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Italian police raiding P2P users – not!

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Italian Net users are in panic mode after leading newspaper and website Repubblica.it published an article last week claiming that the Guardia di Finanza (tax police) is prosecuting over 3,000 P2P users for illegal file sharing, staging a massive raid. The article has since been picked up by all media outlets, including national TV.

This has evoked widespread visions of hordes of pubescent youths being dragged into jail, over mamma's high-pitched pleading with gun-toting officers, because they downloaded Eminem's latest rap track.

The usual cries of "Fascist regime" are spreading in Italian newsgroups, fuelled by the recent approval of the Italian version of the controversial EUCD (EU Copyright Directive), which Repubblica.it alleges is the legal basis for this spectacular crackdown. In keeping with local tradition, several politicians have tried to grab the limelight by loudly denouncing this legal monstrosity, forgetting alas that they are the ones who did precious little to stop it before it was approved.

They also forgot to check their facts before spewing their higher-than-average dose of hot air. The entire Repubblica.it story is, in fact, simply false. So, Italian Reg readers, don't panic.

The Repubblica.it article had plenty of indications of being written by clueless journos - a somewhat redundant definition when it comes to IT reporting in Italy. For example, it alleged that Italian police had shut down the core sites of this illegal trafficking. This struck me as a rather dubious claim, since P2P circuits by definition are decentralized. Had the Italian police really achieved this, I'm sure the RIAA would be begging to read their HOWTO.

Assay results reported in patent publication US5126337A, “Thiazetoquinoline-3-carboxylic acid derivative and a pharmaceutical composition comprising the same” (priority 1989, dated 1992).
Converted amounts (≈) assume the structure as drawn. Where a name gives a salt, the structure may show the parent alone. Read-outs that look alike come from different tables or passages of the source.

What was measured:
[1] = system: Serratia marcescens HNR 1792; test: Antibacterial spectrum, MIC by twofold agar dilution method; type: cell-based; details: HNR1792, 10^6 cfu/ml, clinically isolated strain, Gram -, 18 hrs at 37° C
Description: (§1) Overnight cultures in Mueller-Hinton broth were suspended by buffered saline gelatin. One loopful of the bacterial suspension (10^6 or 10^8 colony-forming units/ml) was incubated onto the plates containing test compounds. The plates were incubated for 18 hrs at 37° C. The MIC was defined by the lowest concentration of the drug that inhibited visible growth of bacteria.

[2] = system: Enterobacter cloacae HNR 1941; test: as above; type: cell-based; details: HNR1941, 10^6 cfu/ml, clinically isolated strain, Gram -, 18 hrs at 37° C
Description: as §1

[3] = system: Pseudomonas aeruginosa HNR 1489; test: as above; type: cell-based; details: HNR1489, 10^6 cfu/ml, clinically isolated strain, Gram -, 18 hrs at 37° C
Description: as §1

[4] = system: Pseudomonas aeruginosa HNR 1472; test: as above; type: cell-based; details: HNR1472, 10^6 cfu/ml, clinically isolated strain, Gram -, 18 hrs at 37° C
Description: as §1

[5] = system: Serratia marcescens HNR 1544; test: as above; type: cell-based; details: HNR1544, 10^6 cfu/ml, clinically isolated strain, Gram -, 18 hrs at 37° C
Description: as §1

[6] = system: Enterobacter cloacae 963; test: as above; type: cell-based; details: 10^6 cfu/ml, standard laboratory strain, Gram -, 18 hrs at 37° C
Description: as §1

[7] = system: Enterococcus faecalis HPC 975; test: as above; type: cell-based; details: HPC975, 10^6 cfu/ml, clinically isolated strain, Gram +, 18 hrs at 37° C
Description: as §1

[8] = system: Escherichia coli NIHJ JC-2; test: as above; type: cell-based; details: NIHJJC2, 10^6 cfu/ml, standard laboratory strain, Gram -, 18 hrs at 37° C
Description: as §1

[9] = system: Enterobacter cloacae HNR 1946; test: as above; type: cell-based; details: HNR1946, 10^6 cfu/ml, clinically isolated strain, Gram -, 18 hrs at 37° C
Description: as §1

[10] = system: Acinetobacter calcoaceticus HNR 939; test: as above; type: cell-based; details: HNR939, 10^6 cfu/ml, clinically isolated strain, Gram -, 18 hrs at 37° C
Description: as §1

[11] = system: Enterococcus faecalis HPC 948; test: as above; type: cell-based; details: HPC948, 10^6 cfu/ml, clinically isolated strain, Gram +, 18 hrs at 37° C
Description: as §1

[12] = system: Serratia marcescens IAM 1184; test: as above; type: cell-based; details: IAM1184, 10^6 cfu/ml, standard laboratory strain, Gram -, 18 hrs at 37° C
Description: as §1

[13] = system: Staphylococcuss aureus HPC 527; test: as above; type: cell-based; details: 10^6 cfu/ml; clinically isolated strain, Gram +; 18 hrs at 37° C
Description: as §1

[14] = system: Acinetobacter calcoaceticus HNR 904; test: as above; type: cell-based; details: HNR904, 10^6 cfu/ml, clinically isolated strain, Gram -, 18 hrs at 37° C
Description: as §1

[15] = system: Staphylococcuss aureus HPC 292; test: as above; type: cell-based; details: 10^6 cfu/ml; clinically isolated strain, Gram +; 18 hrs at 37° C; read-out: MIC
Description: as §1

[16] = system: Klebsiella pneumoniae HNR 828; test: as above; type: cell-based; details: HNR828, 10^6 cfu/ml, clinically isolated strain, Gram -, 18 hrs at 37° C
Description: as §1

So I phoned Captain Mauro Piccinni, who is in charge of the Milan police branch that launched the alleged raid, and asked for details. It turns out that there is no wide-ranging raid on average Joe Downloaders. His branch is merely prosecuting a group of about 200 Italian Net users who were buying and selling pirate CDs containing copyrighted software, music and movies, which is a crime that carries a prison sentence. Not-for-profit P2P sharing does not.

Piccinni vehemently denied any involvement of ordinary P2P users in his investigation. P2P was mentioned to Repubblica reporters only because the illegal material was originally downloaded from KaZaA and the like by the ringleaders of this petty gang. Moreover, the investigation began last September, before new copyright laws came into force in Italy, so the EUCD has nothing to do with the whole mess. But why let mere facts get in the way of an interesting story? ®

Paolo Attivissimo is an Italian-English technical translator and "Information technology popularizer". His views on IT reporting in Italy are strictly his own - honest! Italian readers can check out Paolo's website here.

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